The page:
Mr Stheeman: I would like to think that we could, for instance on the streamlining that we talked about of reporting in terms of publications, do something potentially this year but also, if I think about the NAO's recommendation, reporting on developments in debt management on why we do certain things. To me part of the reporting that we do is another word for accountability because, as I fully acknowledge, there is this difficulty in trying to measure what it is that we do and how we specifically contribute. Another version of performance measurements is ultimately making us accountable and it is trying to provide a reason for why we are taking certain decisions, why we act in certain ways. I think we can improve still further on that. We have done quite a lot on that already. One of the reasons we have the Annual Review is to talk a little bit more about strategy. We also use the Debt and Reserves Management Report which the Treasury produces specifically to explain certain positions but I think a key part of performance or accountability measurement is explaining, quite often it has to be ex post rather than ex ante for market reasons but actually saying why we take certain decisions and act in a certain way. It boils down to the fundamental principle of transparency.

  Q14  Mr Gauke: One of the difficulties that the NAO acknowledges[2] is that it is not possible to have an operational benchmark in the same way that the private sector does for you and the NAO sets out various reasons why that is the case. Do you think it is practical/possible to identify a figure for your contribution to the primary debt management objective in any way or is that something which cannot be done?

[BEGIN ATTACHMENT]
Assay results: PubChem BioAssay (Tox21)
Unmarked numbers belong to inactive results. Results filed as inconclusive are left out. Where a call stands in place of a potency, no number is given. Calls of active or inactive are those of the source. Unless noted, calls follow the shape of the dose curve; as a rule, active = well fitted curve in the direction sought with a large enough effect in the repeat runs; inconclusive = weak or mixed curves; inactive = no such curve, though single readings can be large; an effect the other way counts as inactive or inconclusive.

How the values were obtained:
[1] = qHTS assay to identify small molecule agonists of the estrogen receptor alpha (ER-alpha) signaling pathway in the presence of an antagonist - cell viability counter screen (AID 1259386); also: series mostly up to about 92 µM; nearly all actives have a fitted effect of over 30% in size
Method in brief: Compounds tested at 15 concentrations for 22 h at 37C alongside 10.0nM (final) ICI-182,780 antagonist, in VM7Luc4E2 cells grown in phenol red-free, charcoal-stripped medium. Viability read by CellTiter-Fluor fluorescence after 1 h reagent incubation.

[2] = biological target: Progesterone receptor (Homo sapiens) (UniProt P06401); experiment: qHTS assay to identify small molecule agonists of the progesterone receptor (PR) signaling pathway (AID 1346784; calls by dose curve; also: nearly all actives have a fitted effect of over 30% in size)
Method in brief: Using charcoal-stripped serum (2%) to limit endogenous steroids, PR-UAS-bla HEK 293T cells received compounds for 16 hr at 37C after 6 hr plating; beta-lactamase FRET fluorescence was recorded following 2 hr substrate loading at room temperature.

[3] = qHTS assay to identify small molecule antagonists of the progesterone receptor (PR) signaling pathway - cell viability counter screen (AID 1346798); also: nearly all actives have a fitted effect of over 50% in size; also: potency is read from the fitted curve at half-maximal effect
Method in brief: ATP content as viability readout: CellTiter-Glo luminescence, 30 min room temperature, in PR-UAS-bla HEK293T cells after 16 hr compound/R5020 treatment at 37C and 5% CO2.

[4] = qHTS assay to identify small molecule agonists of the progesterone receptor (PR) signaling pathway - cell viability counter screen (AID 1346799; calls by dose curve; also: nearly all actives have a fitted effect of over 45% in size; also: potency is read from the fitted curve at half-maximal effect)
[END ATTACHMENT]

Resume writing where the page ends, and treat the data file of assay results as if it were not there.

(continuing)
Mr Stheeman: To identify a figure in that way, I wish it was, I do not think so is the honest answer. What I would say is that the Strategic Debt Analysis project that we do will go a long way towards being able to illustrate in a quantitative or numerical fashion what the outcomes are in certain scenarios which we build into this model of decisions which we take based on certain specific assumptions. That is not quite the same thing, I admit that, but it is going in the right direction and it is all part of greater accountability and transparency.

  Q15  Mr Gauke: With all these issues, is it something very much led by the DMO? What is the role of the Treasury here? Do you take proposals to them and they run with them or do you produce these proposals together? How does it work?

  Mr Stheeman: That is a good question. I think it works genuinely in a collaborative fashion. Inevitably I think it is probably fair to say that the initiative for many of these proposals probably does come from us because that is our primary role, that is what we are there for. I would like to think that if we want to be this centre of expertise that I mentioned before, we come up with the good ideas but at the same time the Treasury does push and challenge us. For instance, SDA is something which has always been very close to the heart of the Treasury, and the Treasury has been very much involved and I have been on a steering group with colleagues in the Treasury actually monitoring this work so they are particularly interested in seeing what comes out of it. Arguably as a principal that is what they want to see from their agent.